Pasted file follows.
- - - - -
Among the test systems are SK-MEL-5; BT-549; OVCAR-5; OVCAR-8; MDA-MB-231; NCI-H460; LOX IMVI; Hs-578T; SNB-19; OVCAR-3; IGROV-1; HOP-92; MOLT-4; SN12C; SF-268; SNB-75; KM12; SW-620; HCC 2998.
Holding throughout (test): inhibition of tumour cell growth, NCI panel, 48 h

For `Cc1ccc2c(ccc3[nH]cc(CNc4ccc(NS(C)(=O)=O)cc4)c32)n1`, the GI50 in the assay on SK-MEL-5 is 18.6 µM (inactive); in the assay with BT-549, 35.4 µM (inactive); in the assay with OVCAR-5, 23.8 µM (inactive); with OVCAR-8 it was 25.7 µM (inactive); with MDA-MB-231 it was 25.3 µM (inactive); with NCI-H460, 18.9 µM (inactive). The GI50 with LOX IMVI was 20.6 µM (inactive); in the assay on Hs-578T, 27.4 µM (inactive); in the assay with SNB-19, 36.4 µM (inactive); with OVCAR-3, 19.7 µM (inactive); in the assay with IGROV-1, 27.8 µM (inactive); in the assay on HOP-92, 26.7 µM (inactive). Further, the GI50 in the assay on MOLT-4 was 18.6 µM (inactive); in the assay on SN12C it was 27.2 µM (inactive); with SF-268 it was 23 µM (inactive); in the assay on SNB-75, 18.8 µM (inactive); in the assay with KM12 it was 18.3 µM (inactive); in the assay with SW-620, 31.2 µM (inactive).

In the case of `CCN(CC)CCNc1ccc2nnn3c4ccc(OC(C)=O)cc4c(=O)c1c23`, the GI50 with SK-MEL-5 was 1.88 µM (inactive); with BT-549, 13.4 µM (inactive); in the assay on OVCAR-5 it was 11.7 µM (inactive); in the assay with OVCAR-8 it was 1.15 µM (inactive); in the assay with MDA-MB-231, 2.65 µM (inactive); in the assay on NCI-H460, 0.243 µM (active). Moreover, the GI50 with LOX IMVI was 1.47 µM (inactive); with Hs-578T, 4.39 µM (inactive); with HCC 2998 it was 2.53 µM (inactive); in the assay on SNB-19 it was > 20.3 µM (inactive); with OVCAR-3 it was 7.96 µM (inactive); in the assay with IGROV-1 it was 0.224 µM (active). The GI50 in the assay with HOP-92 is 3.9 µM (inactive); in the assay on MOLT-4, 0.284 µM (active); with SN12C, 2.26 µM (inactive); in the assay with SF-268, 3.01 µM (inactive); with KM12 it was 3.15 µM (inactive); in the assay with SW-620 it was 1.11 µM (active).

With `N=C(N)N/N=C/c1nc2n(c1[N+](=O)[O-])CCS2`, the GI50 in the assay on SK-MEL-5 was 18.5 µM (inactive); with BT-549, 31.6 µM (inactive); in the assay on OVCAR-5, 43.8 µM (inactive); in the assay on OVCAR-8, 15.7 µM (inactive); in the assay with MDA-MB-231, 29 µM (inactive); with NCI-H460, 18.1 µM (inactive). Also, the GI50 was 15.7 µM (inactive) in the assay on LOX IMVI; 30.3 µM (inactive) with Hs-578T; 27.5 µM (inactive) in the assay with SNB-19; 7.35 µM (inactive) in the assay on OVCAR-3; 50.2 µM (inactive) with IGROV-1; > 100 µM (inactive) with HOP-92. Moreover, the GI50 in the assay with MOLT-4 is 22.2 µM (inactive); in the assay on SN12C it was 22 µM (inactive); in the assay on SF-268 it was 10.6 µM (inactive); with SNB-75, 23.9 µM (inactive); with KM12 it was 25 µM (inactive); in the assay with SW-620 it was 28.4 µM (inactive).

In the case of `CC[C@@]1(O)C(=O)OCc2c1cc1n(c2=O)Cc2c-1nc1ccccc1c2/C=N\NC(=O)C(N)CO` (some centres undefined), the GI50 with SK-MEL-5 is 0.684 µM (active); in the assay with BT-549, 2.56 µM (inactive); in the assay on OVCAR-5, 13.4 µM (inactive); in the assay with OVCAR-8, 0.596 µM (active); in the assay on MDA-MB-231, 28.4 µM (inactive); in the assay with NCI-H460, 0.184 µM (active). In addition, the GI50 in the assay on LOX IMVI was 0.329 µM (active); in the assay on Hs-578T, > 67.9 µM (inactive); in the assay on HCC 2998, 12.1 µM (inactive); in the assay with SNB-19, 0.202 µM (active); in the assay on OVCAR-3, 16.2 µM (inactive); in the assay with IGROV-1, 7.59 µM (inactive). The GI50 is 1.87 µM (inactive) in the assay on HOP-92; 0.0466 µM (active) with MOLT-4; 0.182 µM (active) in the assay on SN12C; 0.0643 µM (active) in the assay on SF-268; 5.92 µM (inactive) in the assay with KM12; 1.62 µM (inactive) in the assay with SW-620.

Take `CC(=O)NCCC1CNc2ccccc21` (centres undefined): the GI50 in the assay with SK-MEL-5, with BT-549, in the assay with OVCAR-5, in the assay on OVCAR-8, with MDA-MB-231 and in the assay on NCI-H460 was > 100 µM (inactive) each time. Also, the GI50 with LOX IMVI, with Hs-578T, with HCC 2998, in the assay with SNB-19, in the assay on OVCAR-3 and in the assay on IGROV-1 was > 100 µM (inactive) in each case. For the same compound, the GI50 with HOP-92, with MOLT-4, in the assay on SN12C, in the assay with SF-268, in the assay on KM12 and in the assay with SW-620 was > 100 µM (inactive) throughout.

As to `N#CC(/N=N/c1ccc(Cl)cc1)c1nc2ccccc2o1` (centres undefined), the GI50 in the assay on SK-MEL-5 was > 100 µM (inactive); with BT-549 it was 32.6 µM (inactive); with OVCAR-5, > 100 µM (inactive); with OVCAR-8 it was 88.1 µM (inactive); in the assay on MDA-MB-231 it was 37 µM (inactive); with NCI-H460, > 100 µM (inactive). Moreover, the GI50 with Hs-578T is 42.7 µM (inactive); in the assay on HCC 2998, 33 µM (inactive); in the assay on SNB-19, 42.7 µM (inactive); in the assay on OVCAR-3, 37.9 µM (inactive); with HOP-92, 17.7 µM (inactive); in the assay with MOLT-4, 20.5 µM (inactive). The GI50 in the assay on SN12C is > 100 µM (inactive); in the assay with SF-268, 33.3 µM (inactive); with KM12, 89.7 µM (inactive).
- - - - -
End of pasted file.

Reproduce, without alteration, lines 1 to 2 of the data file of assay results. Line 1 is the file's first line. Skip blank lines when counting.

Among the test systems are SK-MEL-5; BT-549; OVCAR-5; OVCAR-8; MDA-MB-231; NCI-H460; LOX IMVI; Hs-578T; SNB-19; OVCAR-3; IGROV-1; HOP-92; MOLT-4; SN12C; SF-268; SNB-75; KM12; SW-620; HCC 2998.
Holding throughout (test): inhibition of tumour cell growth, NCI panel, 48 h